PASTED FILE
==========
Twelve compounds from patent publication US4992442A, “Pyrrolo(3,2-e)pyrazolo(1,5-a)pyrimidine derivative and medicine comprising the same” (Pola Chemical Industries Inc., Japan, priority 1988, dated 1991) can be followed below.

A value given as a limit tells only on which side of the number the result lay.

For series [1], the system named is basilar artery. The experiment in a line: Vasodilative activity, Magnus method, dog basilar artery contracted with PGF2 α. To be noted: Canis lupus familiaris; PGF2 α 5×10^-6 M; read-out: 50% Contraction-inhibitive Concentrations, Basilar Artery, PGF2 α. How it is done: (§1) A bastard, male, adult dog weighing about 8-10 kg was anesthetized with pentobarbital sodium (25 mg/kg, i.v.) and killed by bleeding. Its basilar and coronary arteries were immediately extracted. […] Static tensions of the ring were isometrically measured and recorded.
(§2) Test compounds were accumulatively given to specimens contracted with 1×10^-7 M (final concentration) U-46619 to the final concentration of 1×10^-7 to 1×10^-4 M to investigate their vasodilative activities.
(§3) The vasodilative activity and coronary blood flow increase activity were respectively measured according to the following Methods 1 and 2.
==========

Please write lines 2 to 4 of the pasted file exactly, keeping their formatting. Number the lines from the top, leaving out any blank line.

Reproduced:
A value given as a limit tells only on which side of the number the result lay.

For series [1], the system named is basilar artery. The experiment in a line: Vasodilative activity, Magnus method, dog basilar artery contracted with PGF2 α. To be noted: Canis lupus familiaris; PGF2 α 5×10^-6 M; read-out: 50% Contraction-inhibitive Concentrations, Basilar Artery, PGF2 α. How it is done: (§1) A bastard, male, adult dog weighing about 8-10 kg was anesthetized with pentobarbital sodium (25 mg/kg, i.v.) and killed by bleeding. Its basilar and coronary arteries were immediately extracted. […] Static tensions of the ring were isometrically measured and recorded.
(§2) Test compounds were accumulatively given to specimens contracted with 1×10^-7 M (final concentration) U-46619 to the final concentration of 1×10^-7 to 1×10^-4 M to investigate their vasodilative activities.